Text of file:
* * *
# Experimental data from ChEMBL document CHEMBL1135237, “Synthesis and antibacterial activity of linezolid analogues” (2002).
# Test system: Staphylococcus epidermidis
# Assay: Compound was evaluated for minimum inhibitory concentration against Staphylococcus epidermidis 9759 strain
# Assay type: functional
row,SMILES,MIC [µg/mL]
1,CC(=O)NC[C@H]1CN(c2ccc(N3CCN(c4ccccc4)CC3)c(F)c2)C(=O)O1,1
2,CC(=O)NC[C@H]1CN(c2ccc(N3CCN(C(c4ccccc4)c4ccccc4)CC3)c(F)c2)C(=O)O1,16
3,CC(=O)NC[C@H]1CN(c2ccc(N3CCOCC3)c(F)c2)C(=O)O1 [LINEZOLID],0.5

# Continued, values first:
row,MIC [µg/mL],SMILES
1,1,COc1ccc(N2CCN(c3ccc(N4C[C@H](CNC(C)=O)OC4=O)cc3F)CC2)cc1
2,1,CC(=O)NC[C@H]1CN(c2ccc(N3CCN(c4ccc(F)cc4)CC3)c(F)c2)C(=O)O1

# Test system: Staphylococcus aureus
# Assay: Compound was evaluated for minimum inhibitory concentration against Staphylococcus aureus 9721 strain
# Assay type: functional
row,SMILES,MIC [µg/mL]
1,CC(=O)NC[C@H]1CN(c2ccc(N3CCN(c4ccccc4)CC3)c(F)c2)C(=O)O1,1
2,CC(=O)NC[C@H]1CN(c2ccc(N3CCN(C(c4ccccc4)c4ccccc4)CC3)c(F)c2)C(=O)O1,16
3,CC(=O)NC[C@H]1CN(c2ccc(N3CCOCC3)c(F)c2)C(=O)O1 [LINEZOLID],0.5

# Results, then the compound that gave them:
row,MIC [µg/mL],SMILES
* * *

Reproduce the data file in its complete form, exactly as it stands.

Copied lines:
# Experimental data from ChEMBL document CHEMBL1135237, “Synthesis and antibacterial activity of linezolid analogues” (2002).
# Test system: Staphylococcus epidermidis
# Assay: Compound was evaluated for minimum inhibitory concentration against Staphylococcus epidermidis 9759 strain
# Assay type: functional
row,SMILES,MIC [µg/mL]
1,CC(=O)NC[C@H]1CN(c2ccc(N3CCN(c4ccccc4)CC3)c(F)c2)C(=O)O1,1
2,CC(=O)NC[C@H]1CN(c2ccc(N3CCN(C(c4ccccc4)c4ccccc4)CC3)c(F)c2)C(=O)O1,16
3,CC(=O)NC[C@H]1CN(c2ccc(N3CCOCC3)c(F)c2)C(=O)O1 [LINEZOLID],0.5

# Continued, values first:
row,MIC [µg/mL],SMILES
1,1,COc1ccc(N2CCN(c3ccc(N4C[C@H](CNC(C)=O)OC4=O)cc3F)CC2)cc1
2,1,CC(=O)NC[C@H]1CN(c2ccc(N3CCN(c4ccc(F)cc4)CC3)c(F)c2)C(=O)O1

# Test system: Staphylococcus aureus
# Assay: Compound was evaluated for minimum inhibitory concentration against Staphylococcus aureus 9721 strain
# Assay type: functional
row,SMILES,MIC [µg/mL]
1,CC(=O)NC[C@H]1CN(c2ccc(N3CCN(c4ccccc4)CC3)c(F)c2)C(=O)O1,1
2,CC(=O)NC[C@H]1CN(c2ccc(N3CCN(C(c4ccccc4)c4ccccc4)CC3)c(F)c2)C(=O)O1,16
3,CC(=O)NC[C@H]1CN(c2ccc(N3CCOCC3)c(F)c2)C(=O)O1 [LINEZOLID],0.5

# Results, then the compound that gave them:
row,MIC [µg/mL],SMILES